Roberts agreed and, later that night, plunked down a few hundred dollars at a nearby steakhouse for everybody´s dinner, he says. The next morning, they all got together for bagels at breakfast.
¨Larry vaulted across the table to get the bill,¨ Roberts recalls. ¨That was his turn to pay. I paid several hundred dollars, he paid about 28. It was the only time I remember ever seeing him reach into his pocket for anything.¨
Anecdotes about Seidlin´s frugality are legion at the courthouse. He reportedly made regular trips to a pizza joint at closing time to buy old slices for a quarter apiece, keeping them stored in his freezer. It´s said that he once put a pork chop in his sock to take home after a Florida Bar function. Things like that.
¨He´s always trying to get something for nothing,¨ Roberts says. ¨And that´s what he did with the purse and with the woman in his building. He found a golden goose. And Larry Seidlin will strangle the goose to get it to lay more eggs if he has to.¨
I called Schreiber, who is now in private law practice, but he was clearly in defensive mode. He said he didn´t think the judge had done anything wrong when it came to Kasler because she was lonely and depressed and the judge had ¨pulled her out of the doldrums.¨
So it was worth whatever large sums of money she gave him, he says.
When I brought up the trip to The Breakers, Schreiber started to clam up.
¨Both Larry and Chris are good friends of mine and I´ve been to a lot of places with them,¨ he said. ¨I remember paying my own bill, that´s all I really remember. So I can´t help you.¨ Then he hung up the phone.
So far Roberts is the only practicing lawyer to go on the record with firsthand experiences regarding corruption at the courthouse. And one reason he´s felt safe in coming forward is that he plans to move his family to northern Florida soon. In addition to the Seidlin allegations, he told WSVN-Channel 7 a few weeks ago that Judge Robert Zack borrowed $2,500 from him and didn´t pay it back.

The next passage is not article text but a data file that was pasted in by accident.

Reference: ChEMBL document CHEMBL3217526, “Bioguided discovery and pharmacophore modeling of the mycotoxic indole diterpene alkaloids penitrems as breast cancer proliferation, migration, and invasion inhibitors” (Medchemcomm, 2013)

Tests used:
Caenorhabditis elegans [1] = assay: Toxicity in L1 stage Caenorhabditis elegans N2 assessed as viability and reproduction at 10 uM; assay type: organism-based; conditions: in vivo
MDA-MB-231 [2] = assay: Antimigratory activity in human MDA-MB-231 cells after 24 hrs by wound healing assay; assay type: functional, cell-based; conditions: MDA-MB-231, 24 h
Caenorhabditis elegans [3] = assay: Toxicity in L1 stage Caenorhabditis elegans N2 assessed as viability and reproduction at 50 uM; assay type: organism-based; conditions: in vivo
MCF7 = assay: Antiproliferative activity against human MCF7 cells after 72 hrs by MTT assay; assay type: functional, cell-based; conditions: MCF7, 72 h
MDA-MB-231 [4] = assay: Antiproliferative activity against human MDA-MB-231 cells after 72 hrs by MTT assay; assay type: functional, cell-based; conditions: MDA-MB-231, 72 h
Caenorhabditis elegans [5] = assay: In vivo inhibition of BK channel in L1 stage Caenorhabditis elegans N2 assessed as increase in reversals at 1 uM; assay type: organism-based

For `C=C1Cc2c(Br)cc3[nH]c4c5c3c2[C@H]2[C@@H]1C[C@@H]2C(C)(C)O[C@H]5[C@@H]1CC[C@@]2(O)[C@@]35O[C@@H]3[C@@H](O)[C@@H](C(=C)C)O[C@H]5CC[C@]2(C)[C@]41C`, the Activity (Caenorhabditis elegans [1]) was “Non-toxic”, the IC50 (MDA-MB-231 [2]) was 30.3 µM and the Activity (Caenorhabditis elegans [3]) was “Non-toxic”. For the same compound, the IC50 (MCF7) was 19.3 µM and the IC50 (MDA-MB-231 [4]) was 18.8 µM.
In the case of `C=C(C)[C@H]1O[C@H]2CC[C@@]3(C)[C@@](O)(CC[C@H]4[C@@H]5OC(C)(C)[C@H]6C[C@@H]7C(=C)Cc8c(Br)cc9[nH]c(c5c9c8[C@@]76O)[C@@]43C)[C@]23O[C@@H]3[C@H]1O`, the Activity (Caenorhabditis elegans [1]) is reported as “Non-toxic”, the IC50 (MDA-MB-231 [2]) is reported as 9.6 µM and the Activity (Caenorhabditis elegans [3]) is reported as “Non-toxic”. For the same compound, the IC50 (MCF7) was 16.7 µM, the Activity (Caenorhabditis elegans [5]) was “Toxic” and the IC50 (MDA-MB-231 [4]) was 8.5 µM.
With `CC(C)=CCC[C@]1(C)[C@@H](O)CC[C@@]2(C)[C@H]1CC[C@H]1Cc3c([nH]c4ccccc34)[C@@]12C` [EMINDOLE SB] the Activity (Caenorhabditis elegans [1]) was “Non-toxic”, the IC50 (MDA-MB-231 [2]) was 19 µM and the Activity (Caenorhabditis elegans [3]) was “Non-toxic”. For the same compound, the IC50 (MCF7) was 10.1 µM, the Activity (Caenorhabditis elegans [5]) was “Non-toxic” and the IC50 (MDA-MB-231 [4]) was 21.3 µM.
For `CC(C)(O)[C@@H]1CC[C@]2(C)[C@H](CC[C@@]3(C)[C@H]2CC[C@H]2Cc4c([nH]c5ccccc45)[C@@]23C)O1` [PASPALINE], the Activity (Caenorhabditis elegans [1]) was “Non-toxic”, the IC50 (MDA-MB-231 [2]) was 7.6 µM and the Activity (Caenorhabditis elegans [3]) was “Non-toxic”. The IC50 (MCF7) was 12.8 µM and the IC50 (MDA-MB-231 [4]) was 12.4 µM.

Roberts simply shouldn´t have bought the purse for Seidlin or let Zack borrow the money. But Roberts says he felt pressured by both judges, even going so far as using the term ¨extortion¨ when it came to Seidlin´s requests.
¨It´s very hard to say no in a situation like that,¨ he says. ¨The truth is I really want to do well by my clients. But the courthouse is a cesspool and I´ve gotten completely disgusted with it. Unfortunately, nobody else has come forward.¨
The man should know the courthouse; he´s been a part of it for the past 35 years. Originally from New Jersey, he came to South Florida to attend the University of Miami and after graduating from law school started working at the State Attorney´s Office in 1972. A mere four years later he was elected as the youngest judge in Broward County history.
But Roberts had a problem. He was a binge drinker prone to doing idiotic things while under the influence. In 1981, while on a bender, he pulled over a driver he thought had cut him off. Then he held a gun on the driver while he called police -- who arrived and promptly arrested Roberts.
He went straight to rehab and resigned his judgeship. Then he got out of rehab and kept drinking, ringing up two more DUIs and burning through a few more failed stints in rehab.
Finally, on New Year´s Eve 1982, he quit drinking. By that time, though, he was broke and nearly friendless. The only person who would give him a job was former Sunrise mayor John Lomelo, who hired him as a municipal golf course maintenance man at about $200 a week.
When a Sun-Sentinel reporter heard about the judge-turned-groundskeeper, Roberts was put on the cover of Sunshine, the newspaper´s long-dead Sunday magazine. The article, titled ¨The Trials of Judge Roberts,¨ prompted several people who were dealing with alcoholism to contact him. And it gave him an idea: Get back into law and devote his practice to DUI cases.
Roberts has been doing that for about a quarter century now. ¨It´s like a little AA meeting every time somebody comes into my office,¨ he says.
After the Seidlin story broke, Roberts says he heard from his friend Schreiber, who visited him at his home in Coral Ridge last week. The two sat in the pool, Roberts says, and later had dinner together at Big Louie´s Pizza.
The former public defender asked a lot of questions, says Roberts: Had he had a drink lately? Was he on any prescription medication? C´mon, had he really not had a drink in 25 years?
Roberts became suspicious. Was Schreiber trying to dig up dirt for Seidlin?
Roberts says he doesn´t think so -- but if anyone understands the precarious nature of friendships forged at the Broward County Courthouse, it´s former Judge Lawrence ¨Chris¨ Roberts.